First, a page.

Ethics are a set of moral principles or rules of conduct for an individual or group. The term ethics comes from the Greek ethos meaning custom, habit or character. Ethics determine choices made. In counselling, ethics underpin the nature and course of actions taken by the counsellor. Counsellors and others in helping professions are expected to behave in an ethical manner.
By nature of the profession, counsellors are to act in the best interest of their client, promoting client goals, protecting client rights, maximizing good and minimizing harm (Stein, 1990). This expectation broadens due to the inherent power of the relationship between client and counsellor. Ethics including ethical codes and principles aim to balance the power and ensure that the counsellor operates for the good of the client and not for self.
Primarily, counsellors’ duty of care is to their clients. When making ethical choices, counsellors must consider not only themselves, but also the agency or organisation (if not self-employed), their profession and the greater community (Axten, 2002). Counselling does not occur in a vacuum therefore it is important that counsellors acknowledge all facets of their practice both internally and externally.
Ross (2002) draws on this further by asking counselors to look at ethics from a holistic perspective – body (the environment, structures, systems, policies, laws, regulations, moral codes, and societal norms), mind (ethical thinking, philosophy), heart (relationships, emotions, values) and spirit (unknowing, unconscious). A complete awareness of the ethics of a situation can occur when all are taken into consideration.
Code of Ethics
The concept of ethics relates to moral consideration. The challenge lies in what is considered moral or ethical. Each counsellor comes to the profession with their own set of values and standards. Individual principles and how they were used to interpret dilemmas would be universally different. Therefore, a Code of Ethics – a general standard that counsellors and therapists adhere to and use co jointly with legal standards to provide ethical practice and work through ethical dilemmas – is required.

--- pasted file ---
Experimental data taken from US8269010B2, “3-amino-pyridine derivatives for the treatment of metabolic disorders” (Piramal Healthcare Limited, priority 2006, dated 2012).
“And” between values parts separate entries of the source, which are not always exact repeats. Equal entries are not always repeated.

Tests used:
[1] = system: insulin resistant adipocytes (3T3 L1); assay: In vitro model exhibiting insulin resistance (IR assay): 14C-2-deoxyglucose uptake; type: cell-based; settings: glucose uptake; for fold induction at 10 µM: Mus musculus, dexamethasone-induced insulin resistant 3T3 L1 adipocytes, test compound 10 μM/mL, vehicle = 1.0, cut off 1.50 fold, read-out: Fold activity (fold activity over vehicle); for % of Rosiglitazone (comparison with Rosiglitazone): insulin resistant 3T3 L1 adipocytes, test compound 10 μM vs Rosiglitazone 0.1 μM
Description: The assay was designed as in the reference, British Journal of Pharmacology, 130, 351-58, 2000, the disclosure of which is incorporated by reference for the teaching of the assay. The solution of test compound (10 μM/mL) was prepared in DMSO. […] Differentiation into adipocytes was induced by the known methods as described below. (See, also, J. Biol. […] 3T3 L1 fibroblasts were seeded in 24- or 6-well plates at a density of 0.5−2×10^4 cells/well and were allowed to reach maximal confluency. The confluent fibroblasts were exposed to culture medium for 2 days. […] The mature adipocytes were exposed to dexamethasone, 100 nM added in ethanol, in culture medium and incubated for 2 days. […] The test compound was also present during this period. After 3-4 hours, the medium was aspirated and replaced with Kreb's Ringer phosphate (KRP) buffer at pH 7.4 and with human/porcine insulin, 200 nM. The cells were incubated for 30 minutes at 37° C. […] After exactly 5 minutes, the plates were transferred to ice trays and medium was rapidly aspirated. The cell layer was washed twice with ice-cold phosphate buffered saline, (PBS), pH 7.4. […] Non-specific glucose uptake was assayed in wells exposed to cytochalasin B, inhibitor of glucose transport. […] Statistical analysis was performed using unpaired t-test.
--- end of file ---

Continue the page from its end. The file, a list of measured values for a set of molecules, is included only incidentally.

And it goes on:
Ethical codes offer counsellors an outline of what are considered acceptable and unacceptable behaviours. In a region (such as Australia) where counselling is not regulated through licensing, ethical codes provide a valuable tool for developing and maintaining ethical conduct.
Numerous professional associations have developed their own Code of Conduct and Ethics. Codes may adopt similar principles whilst also covering behaviours specific to an area of counselling. Professional counselling organisations provide Codes of Conduct and Ethics to members and the inability to stick to these Codes may result in removal of membership.
A professional may belong to more than one organisation and thus have access to additional ethical codes. When faced with an ethical dilemma, a counsellor is to consider all available and applicable codes. It is counsellors’ responsibility to familiarise themselves with relevant codes and regulations governing their area of practice.
Clarkson (2001) contends that all members of a professional association subscribe (at least in principle) to their profession’s Code of Ethics for the sake of protecting the public. The degree to which this ‘protection’ occurs is based on four factors:
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